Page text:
—Guest honoria

Catholic Schools Should Do Better!

Scott, I was always dismayed when I had kids in the Catholic school system that they made a big deal out of the Eve of All Saints without so much as a mention of All Saints Day. To me it's like celebrating Christmas Eve but ignoring Christmas.
—Guest Sir Reginald


Really interesting reflection on the catholic origins of this. Certainly here in the UK , this day seems to be celebrated far more in the last 5 years.I suppose this is just a reflection of a widespread American influence on our society. Thank you for taking the time to write this informative piece on Halloween.
—Guest Chris Mannion.(York ,England)

I hate the puritan heresy

Once again the spirit of Hate - and what comes with hate Ignorance on the Move - comes to destroy all that is beautiful in our world. I now see how the fun and freedom of Holloween in my youth is a good to be passed on to the next generation. But I have to fight the "demonic" attack from the puritans
—Guest Armando

hallowe en

thankfully someone who understands the orgins of the "disguising" (to hide one's self from the evil spirits abroad on all hallows' eve) - that is why trick or treating is called "guising" in Scotland. the pennies and fine pieces scare away evil and bless the dressed up people.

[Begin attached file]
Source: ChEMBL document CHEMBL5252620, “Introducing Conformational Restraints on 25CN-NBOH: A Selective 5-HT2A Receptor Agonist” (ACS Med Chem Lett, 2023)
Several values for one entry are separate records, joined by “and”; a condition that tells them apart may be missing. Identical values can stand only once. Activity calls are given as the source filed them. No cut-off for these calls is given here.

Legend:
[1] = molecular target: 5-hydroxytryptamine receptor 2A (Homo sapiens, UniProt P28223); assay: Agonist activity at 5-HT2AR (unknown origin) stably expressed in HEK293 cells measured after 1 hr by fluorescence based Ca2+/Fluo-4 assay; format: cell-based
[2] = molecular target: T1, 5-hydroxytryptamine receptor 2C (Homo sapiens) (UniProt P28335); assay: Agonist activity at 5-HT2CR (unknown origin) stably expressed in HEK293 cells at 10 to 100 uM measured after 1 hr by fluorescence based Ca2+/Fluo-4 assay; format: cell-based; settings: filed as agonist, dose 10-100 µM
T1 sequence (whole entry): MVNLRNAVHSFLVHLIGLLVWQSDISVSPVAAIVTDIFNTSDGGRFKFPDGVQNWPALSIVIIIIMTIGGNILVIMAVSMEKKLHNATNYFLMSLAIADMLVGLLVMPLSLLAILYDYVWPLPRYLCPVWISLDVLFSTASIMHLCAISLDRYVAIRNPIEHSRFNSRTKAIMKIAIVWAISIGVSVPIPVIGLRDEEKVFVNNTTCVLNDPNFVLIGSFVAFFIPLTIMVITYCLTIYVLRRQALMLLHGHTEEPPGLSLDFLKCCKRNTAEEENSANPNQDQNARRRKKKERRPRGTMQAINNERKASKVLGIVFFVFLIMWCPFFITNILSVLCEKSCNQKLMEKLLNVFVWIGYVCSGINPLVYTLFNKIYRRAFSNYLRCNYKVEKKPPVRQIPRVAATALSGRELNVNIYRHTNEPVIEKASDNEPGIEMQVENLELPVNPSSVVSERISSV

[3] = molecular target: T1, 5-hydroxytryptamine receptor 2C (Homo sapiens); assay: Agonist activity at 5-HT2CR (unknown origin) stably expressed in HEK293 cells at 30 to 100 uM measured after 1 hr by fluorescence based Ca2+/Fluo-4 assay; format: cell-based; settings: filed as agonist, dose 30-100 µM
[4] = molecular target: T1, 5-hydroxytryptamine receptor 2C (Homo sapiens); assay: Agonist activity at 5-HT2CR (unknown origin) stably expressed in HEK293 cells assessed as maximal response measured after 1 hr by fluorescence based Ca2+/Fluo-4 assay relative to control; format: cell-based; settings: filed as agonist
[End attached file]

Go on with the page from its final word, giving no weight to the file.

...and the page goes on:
—Guest mamabeak

But how to KEEP it Catholic?

Scott, I was vaguely aware of Halloween's roots before, but thanks for filling in the details. I and my wife and kids are all avid Halloween enthusiasts and will probably remain so for the foreseeable future. We love trick-or-treating and we dress the kids (they're still young enough that we have a lot of say in their costume choices) as saints. So I'm not sure I agree with your response to the All Saints Day approach, where you call it "at best" an attempt to Christianize something that's already Christian. You almost seem to be encouraging a NON-saints approach. And what I'm unclear about is how dressing up as Freddie Kruger is a celebration of heaven, hell, or purgatory, and how it can help us to be better Catholics. Thanks as always for a great post.
—Guest Jay

Remembering My Dad

This year will be my first year to celebrate the passing of my Dad by making a altar at a near-by function where lots of other people will make an altar. I have never done this, and we will eat native Mexican food and, instead of being SAD, it will be a celebration.
—Guest Elizabeth